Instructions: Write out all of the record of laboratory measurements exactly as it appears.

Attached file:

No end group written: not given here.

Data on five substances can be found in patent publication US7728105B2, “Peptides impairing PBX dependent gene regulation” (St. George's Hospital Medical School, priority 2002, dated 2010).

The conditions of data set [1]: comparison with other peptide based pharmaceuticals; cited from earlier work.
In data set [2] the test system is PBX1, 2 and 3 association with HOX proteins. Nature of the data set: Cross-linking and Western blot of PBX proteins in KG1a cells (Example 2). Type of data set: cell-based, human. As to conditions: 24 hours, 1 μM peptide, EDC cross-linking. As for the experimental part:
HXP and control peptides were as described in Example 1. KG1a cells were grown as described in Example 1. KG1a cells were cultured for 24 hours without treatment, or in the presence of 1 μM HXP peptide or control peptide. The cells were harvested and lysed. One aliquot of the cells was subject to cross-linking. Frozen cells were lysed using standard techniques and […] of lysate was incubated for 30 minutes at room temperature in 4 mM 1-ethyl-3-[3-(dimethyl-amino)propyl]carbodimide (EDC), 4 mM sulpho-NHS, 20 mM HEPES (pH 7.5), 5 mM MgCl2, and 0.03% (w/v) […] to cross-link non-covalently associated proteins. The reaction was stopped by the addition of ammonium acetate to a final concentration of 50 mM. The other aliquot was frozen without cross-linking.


No end group written: not given here.

Data on five substances can be found in patent publication US7728105B2, “Peptides impairing PBX dependent gene regulation” (St. George's Hospital Medical School, priority 2002, dated 2010).

The conditions of data set [1]: comparison with other peptide based pharmaceuticals; cited from earlier work.
In data set [2] the test system is PBX1, 2 and 3 association with HOX proteins. Nature of the data set: Cross-linking and Western blot of PBX proteins in KG1a cells (Example 2). Type of data set: cell-based, human. As to conditions: 24 hours, 1 μM peptide, EDC cross-linking. As for the experimental part:
HXP and control peptides were as described in Example 1. KG1a cells were grown as described in Example 1. KG1a cells were cultured for 24 hours without treatment, or in the presence of 1 μM HXP peptide or control peptide. The cells were harvested and lysed. One aliquot of the cells was subject to cross-linking. Frozen cells were lysed using standard techniques and […] of lysate was incubated for 30 minutes at room temperature in 4 mM 1-ethyl-3-[3-(dimethyl-amino)propyl]carbodimide (EDC), 4 mM sulpho-NHS, 20 mM HEPES (pH 7.5), 5 mM MgCl2, and 0.03% (w/v) […] to cross-link non-covalently associated proteins. The reaction was stopped by the addition of ammonium acetate to a final concentration of 50 mM. The other aliquot was frozen without cross-linking.